Hm I would suggest to just download the engine (and sdk) and play a little around for a few days first.
Maybee try to build a simple game eg a tetris clone, breakout ect to get a little the feel.
Then you can try to understand how the engine internally does the rendering, by following the source code trough the renedermanager ect.
Probably by then you already found something interesting to work on, be it some helper library, some improvements, a new postprocessing filter or something else
I concur with Empire. The only way you are going to have a good handle on what needs to be done and the proper way to do it would be to write some games with the engine and get some experience. If you’ve never done anything like this before then you have lots of stuff to learn and all of it is necessary for understanding the whole picture of why JME is the way it is and how it can be properly changed.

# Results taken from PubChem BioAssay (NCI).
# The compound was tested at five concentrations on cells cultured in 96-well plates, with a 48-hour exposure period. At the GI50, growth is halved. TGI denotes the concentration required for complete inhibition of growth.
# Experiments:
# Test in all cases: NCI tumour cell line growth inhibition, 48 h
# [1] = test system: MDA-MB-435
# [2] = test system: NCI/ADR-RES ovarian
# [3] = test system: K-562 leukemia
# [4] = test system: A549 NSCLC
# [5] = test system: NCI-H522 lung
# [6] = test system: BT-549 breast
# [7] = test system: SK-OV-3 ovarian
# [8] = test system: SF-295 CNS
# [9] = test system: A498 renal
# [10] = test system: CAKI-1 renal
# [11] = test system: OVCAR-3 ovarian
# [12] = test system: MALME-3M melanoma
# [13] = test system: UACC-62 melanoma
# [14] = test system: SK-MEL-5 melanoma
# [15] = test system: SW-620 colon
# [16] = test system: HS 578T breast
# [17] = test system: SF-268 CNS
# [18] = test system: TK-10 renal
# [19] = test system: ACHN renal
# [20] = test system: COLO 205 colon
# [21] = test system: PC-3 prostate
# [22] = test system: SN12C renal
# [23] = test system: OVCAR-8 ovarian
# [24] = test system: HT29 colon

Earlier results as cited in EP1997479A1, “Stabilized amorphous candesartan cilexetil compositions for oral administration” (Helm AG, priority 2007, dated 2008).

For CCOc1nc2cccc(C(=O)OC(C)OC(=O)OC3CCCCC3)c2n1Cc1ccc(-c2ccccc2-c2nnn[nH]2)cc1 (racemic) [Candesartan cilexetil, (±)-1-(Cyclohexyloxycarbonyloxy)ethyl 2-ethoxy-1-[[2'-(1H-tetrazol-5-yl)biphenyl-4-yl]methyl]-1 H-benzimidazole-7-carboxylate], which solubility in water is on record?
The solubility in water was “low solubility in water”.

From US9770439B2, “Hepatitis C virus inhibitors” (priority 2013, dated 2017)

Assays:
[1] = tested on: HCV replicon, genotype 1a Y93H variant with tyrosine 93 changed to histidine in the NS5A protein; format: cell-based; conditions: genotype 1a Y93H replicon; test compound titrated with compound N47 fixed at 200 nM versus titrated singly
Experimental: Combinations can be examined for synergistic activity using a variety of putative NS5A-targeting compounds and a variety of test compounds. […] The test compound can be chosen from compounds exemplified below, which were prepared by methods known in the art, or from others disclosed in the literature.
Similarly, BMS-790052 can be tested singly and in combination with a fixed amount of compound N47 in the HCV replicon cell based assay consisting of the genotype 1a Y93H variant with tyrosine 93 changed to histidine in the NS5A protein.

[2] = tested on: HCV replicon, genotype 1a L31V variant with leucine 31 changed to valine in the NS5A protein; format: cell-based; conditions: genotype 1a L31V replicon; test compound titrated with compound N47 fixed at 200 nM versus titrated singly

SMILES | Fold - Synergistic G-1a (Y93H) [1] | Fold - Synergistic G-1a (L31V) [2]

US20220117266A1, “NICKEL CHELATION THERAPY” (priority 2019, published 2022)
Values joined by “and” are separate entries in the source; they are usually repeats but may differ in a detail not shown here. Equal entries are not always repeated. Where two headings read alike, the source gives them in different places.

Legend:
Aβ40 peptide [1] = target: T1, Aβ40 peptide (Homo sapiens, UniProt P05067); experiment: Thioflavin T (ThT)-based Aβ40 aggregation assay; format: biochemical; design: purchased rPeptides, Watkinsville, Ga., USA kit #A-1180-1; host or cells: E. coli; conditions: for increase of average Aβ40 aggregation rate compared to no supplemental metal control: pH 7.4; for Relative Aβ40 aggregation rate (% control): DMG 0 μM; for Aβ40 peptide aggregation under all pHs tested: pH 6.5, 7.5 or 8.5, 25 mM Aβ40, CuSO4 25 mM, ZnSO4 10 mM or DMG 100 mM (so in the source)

I’ve used quite a few rendering engines over the years and JME is one of the better architected ones… it’s why I picked it several years ago. That isn’t to say that there aren’t still some areas I want to change but these are not things to take lightly and certainly not without some holistic experience to back you up.